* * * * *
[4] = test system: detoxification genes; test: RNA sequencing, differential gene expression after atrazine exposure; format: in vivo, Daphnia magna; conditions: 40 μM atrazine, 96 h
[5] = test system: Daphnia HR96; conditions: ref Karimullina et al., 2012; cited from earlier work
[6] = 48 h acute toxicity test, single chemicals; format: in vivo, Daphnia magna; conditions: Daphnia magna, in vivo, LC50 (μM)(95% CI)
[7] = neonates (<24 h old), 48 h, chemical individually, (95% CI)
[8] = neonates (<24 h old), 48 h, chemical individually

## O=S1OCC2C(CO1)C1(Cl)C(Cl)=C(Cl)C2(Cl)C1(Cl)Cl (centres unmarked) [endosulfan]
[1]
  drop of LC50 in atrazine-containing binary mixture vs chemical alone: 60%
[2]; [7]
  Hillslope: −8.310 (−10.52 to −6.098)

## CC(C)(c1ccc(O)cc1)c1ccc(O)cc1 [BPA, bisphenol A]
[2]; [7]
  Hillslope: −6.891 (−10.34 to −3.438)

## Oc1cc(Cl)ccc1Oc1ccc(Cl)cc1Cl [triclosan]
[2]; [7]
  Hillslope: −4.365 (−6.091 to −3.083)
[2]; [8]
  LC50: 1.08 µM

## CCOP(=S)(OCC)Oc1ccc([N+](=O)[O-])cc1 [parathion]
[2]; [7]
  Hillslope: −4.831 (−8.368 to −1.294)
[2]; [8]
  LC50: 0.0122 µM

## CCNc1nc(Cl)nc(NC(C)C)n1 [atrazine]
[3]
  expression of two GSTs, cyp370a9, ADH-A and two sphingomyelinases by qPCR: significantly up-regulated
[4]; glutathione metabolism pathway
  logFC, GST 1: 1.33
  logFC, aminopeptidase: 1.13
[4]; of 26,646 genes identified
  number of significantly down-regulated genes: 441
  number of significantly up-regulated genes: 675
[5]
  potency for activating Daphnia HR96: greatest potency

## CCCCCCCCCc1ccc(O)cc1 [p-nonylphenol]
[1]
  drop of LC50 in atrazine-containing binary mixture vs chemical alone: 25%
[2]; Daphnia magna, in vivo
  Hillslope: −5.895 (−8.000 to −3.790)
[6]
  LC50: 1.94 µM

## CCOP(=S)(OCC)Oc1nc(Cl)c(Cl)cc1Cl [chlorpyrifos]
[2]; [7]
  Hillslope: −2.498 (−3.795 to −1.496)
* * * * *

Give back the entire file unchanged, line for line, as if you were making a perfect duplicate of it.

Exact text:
[4] = test system: detoxification genes; test: RNA sequencing, differential gene expression after atrazine exposure; format: in vivo, Daphnia magna; conditions: 40 μM atrazine, 96 h
[5] = test system: Daphnia HR96; conditions: ref Karimullina et al., 2012; cited from earlier work
[6] = 48 h acute toxicity test, single chemicals; format: in vivo, Daphnia magna; conditions: Daphnia magna, in vivo, LC50 (μM)(95% CI)
[7] = neonates (<24 h old), 48 h, chemical individually, (95% CI)
[8] = neonates (<24 h old), 48 h, chemical individually

## O=S1OCC2C(CO1)C1(Cl)C(Cl)=C(Cl)C2(Cl)C1(Cl)Cl (centres unmarked) [endosulfan]
[1]
  drop of LC50 in atrazine-containing binary mixture vs chemical alone: 60%
[2]; [7]
  Hillslope: −8.310 (−10.52 to −6.098)

## CC(C)(c1ccc(O)cc1)c1ccc(O)cc1 [BPA, bisphenol A]
[2]; [7]
  Hillslope: −6.891 (−10.34 to −3.438)

## Oc1cc(Cl)ccc1Oc1ccc(Cl)cc1Cl [triclosan]
[2]; [7]
  Hillslope: −4.365 (−6.091 to −3.083)
[2]; [8]
  LC50: 1.08 µM

## CCOP(=S)(OCC)Oc1ccc([N+](=O)[O-])cc1 [parathion]
[2]; [7]
  Hillslope: −4.831 (−8.368 to −1.294)
[2]; [8]
  LC50: 0.0122 µM

## CCNc1nc(Cl)nc(NC(C)C)n1 [atrazine]
[3]
  expression of two GSTs, cyp370a9, ADH-A and two sphingomyelinases by qPCR: significantly up-regulated
[4]; glutathione metabolism pathway
  logFC, GST 1: 1.33
  logFC, aminopeptidase: 1.13
[4]; of 26,646 genes identified
  number of significantly down-regulated genes: 441
  number of significantly up-regulated genes: 675
[5]
  potency for activating Daphnia HR96: greatest potency

## CCCCCCCCCc1ccc(O)cc1 [p-nonylphenol]
[1]
  drop of LC50 in atrazine-containing binary mixture vs chemical alone: 25%
[2]; Daphnia magna, in vivo
  Hillslope: −5.895 (−8.000 to −3.790)
[6]
  LC50: 1.94 µM

## CCOP(=S)(OCC)Oc1nc(Cl)c(Cl)cc1Cl [chlorpyrifos]
[2]; [7]
  Hillslope: −2.498 (−3.795 to −1.496)